It seems natural to start the men with Jonathan since the book opens with him. He was the first character to materialize and the other characters, details, and plot line fell in around him.
What I like about Jonathan is that he gives me extremes to work with. He can be high, on top of the world and on a winning streak. I can see him walking down the street with that self-confidence just oozing from every pore. Not in a cocky way, or a way that would make people hate him. In a way that made women swoon and made men want to be like him.
It made Aryl and Caleb trust him enough to uproot their lives, change their plans, and follow him to New York to learn a whole new trade.
For Every High, There Is a Low
There’s the down Jonathan too. It became clear right from the start that his lows could be very low indeed. Since his self-esteem is completely wrapped up in his success, when that bottom fell out, he fell with it.
I really liked watching him spiral down, wondering how far he’d go. Then came the bathtub scene. I stopped typing and wondered, “Will he do it?” I wasn’t sure. I waited for his cue. He didn’t give me one, but Aryl did and made it clear that this was not how the story was going to go.
I wasn’t going to kill his friend off that easily. I’m grateful to him for that. (I’m sure Jonathan is too.) At that time, I was writing by the seat of my pants and really didn’t know what was going to happen next. I wonder if I could have continued the story without him.
A Born Leader
That moment of weakness made him real. It showed his most vulnerable side and while most wouldn’t sink so low as to attempt suicide, the more I got to know Jonathan over the series, the more it made sense that he would. He’s actually prone to depression when things go wrong. Which isn’t publically addressed or socially acceptable with men so it was fascinating to work with it here.
Happily, I didn’t have to go on without him and got to show how he (with the help of his wife and friends) rebuilt himself one piece at a time and found a sense of self without a financial fortune to back it up.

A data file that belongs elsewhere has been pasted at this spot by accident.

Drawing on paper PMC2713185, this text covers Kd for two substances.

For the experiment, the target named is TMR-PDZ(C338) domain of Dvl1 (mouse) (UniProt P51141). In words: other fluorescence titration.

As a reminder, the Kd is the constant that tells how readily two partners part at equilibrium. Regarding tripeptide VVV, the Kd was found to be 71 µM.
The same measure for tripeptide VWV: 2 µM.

Once he got his hands on a small business again, he was able to throw himself into it, driven to make it the best it could be. He was able to step into his natural role as a leader and did so even as he fought the guilt of having made wrong calls in the end—decisions that cost everyone everything.
Dressed to Kill
His quiet confidence plays wholly into his sense of romance. He doesn’t need to be flashy or put on big displays. He can do it with a glance or sly smile.
Jonathan took a lot of pride in his appearance. It was impeccable. Always. Readers didn’t get to see this in the series, but the man knew how to dress. He carries that over with him and it still bothers him that he can’t wear fine clothes. He’s probably the best-looking man ever who wasn’t a narcissist. He was, however, confident. That quiet confidence takes his sexiness to a whole other level.
Hanging in the Balance
What makes Jonathan happy is having something to work for. He needs problems to solve. I’d like to say he made the biggest transformation, but I think that trophy is still held by Arianna. I think Jonathan merely found balance in his life. He found a way to take that drive and determination to succeed and apply it in a way that helped his friends and family without the bank account to validate him.
Often, when life throws a wrench in order to teach you a lesson, it isn’t good enough to learn and move on. Life tests you repeatedly just to make sure you really understood. Elyse and her little surprise was a test. So was nearly losing his best friend.
Opportunity eventually knocks, and Jonathan proves how he has learned to deal with a traumatic turning of the tides in Purling Road Season Three. How? Well, that’s between me and him for now. But it’s a direct hit to his family and livelihood. A real punch in the gut.
Hopefully, he’ll take it like Patrick and hold out until the bell rings.